Captain Mangles told us yesterday that a ship had come in; it was not known with certainty, when he came off, what ship it was.
11th.—Sat up last night sketching a plan for employing prisoners as a working gang, I shot a duck before breakfast, and had, very reluctantly, to swim across the river for it; found the water by no means so cold as I have often experienced in bathing at home in summer; on the surface it was cold, but was quite agreeable at the depth of two feet. A little rain this morning, but the middle of the day as warm almost as your summer:—certainly this is a fine climate, though rather on the warm side in summer. Shot two cockatoos, which are excellent eating. Rain commenced at one P.M., and has continued pretty constant, and sometimes heavy. River swollen fourteen inches.
12th.—Rain all day. Continued building within doors. Weather not cold, like your wet summer.
13th.—Rain has ceased. Every thing looking well in the garden; all my cabbages strong and healthy. Shot a brace of ducks, one fell in the river, had to swim for him—any thing for a fresh mess. In the evening shot a bird which some call a squeaker. Tied my two cows for an hour to feed; they became tame,—thanks to the tethers.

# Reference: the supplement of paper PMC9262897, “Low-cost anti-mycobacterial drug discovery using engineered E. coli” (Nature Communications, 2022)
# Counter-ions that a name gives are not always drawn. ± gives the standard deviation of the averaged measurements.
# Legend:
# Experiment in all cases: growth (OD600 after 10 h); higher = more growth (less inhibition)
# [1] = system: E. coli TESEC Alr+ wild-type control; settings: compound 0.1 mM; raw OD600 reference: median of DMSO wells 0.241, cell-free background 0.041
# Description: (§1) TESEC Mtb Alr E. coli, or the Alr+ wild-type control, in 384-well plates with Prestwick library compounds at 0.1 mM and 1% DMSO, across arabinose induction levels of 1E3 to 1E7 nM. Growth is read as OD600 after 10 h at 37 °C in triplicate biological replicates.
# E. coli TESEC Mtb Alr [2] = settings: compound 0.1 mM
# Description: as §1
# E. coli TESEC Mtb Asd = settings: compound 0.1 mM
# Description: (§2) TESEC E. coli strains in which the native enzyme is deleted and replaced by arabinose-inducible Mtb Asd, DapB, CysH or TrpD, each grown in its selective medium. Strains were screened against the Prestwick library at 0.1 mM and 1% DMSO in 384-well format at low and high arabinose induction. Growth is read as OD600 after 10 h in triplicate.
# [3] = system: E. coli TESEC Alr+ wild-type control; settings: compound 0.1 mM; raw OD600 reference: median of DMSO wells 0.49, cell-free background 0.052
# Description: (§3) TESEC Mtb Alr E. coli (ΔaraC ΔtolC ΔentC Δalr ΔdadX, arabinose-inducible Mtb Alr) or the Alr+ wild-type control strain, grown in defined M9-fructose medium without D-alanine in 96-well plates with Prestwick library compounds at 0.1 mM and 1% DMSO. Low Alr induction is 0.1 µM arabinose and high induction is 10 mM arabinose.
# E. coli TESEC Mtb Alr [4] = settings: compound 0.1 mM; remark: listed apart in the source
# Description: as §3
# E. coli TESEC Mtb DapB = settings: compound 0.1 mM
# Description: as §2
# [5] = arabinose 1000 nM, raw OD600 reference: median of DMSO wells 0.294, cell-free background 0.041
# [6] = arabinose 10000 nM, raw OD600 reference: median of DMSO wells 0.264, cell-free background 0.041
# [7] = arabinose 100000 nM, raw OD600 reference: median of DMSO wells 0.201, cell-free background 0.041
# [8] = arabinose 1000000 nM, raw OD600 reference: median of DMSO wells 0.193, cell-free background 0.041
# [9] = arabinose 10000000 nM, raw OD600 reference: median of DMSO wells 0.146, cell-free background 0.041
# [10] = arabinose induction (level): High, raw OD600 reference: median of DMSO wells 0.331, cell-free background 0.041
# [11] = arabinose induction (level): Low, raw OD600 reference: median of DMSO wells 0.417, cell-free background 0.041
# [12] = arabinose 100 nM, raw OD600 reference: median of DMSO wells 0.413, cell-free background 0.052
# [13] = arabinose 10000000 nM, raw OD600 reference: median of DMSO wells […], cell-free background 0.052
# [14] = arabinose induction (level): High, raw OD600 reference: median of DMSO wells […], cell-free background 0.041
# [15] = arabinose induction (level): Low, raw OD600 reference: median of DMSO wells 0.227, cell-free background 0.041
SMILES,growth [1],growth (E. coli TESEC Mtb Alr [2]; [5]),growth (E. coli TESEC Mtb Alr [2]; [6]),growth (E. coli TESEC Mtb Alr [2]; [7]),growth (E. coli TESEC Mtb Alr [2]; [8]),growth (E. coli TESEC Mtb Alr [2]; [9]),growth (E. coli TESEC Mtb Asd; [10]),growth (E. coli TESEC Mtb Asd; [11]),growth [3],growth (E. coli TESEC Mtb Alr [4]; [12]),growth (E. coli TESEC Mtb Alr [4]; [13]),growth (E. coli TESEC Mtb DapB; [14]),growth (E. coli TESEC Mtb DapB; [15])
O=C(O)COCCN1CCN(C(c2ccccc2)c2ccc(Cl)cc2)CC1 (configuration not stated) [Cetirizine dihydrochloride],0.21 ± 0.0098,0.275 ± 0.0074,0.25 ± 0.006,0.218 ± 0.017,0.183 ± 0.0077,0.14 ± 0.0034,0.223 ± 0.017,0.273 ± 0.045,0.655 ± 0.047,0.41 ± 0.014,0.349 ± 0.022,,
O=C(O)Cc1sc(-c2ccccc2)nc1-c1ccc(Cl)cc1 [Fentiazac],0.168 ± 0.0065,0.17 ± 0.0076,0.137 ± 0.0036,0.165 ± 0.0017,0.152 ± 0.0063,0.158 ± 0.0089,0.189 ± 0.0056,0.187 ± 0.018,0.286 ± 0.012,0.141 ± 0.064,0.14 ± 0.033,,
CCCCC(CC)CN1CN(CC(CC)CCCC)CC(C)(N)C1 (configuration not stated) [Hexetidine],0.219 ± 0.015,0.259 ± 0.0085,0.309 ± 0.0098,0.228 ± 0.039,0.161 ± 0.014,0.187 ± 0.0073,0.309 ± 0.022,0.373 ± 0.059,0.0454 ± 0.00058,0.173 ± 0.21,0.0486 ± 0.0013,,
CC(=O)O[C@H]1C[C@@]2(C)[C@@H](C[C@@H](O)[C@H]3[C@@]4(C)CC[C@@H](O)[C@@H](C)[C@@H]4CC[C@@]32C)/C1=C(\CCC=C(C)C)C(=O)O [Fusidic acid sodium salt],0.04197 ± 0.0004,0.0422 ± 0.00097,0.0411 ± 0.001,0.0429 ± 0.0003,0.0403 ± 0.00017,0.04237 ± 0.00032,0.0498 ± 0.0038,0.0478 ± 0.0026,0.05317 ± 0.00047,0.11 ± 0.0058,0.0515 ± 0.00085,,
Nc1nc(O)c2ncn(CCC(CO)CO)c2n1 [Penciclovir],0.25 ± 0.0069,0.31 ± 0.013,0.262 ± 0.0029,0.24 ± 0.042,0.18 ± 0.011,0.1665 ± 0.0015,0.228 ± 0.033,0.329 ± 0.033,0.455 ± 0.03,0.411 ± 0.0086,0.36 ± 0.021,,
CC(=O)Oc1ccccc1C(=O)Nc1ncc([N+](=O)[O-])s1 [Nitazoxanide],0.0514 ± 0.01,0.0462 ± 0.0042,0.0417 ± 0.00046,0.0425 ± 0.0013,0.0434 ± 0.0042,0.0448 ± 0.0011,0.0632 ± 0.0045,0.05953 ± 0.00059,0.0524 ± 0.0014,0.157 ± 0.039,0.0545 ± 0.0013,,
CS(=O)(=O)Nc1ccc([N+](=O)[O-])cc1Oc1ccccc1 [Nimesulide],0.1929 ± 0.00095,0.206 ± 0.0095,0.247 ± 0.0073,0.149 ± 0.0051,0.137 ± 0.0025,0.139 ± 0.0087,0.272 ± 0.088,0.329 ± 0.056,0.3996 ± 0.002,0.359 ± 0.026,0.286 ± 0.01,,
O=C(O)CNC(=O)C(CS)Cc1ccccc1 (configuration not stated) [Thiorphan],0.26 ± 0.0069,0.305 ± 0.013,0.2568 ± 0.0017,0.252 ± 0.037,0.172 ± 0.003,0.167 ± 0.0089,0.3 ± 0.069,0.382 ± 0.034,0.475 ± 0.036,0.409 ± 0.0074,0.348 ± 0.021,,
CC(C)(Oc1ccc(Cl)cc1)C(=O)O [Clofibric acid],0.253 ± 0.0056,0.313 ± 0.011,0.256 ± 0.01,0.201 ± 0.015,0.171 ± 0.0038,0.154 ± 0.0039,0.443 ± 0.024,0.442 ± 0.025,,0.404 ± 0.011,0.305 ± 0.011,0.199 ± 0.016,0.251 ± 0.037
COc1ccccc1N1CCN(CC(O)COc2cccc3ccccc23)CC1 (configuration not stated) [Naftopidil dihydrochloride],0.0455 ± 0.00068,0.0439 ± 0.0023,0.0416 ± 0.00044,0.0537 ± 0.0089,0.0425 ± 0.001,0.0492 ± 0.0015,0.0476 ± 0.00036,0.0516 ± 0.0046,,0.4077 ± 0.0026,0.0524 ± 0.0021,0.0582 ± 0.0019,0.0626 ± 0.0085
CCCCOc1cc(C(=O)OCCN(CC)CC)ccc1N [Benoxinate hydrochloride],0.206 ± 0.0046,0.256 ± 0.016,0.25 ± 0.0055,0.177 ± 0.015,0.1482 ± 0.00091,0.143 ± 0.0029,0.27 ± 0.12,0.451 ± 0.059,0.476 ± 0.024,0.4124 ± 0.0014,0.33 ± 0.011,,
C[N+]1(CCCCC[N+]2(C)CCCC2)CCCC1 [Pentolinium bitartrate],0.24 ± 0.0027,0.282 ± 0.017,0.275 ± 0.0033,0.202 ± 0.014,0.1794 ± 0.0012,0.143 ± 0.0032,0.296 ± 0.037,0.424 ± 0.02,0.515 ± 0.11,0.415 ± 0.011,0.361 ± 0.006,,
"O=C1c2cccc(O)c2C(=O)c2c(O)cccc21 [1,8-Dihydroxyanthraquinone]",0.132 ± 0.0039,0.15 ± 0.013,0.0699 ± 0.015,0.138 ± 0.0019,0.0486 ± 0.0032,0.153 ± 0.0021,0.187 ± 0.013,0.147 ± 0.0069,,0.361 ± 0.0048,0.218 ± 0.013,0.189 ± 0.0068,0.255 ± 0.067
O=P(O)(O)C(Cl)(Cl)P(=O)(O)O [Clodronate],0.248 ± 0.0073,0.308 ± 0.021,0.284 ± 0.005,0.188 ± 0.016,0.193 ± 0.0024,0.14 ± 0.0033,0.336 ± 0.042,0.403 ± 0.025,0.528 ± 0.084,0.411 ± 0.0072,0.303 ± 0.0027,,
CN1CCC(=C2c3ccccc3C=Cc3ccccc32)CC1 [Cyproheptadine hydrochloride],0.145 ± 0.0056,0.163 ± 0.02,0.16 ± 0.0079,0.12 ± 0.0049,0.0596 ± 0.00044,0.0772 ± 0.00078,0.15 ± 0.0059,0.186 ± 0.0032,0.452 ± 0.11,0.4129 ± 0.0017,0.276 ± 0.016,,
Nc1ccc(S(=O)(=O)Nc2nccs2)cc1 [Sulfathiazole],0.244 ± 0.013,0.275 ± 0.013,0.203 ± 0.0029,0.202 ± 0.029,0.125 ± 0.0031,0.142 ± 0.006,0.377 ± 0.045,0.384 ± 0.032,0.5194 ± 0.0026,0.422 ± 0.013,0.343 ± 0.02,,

16th.—Nothing worth noting has occurred for the last two days. My men have been enclosing the distant field. Crows are very persevering and destructive; shot one, with its stomach full of wheat—hope to have the field finished tomorrow. Much thunder and rain on Monday night, but the weather looks settled again; we have had nothing like winter yet. The Stirling has arrived; I must go down to buy a boat and other things.
17th.—Have been kangaroo hunting with young Shaw; we had three runs, but got only one brush kangaroo, about fifteen pounds' weight; I got half of it (the usual terms of hunting in company)—dined on part of it—delicious eating.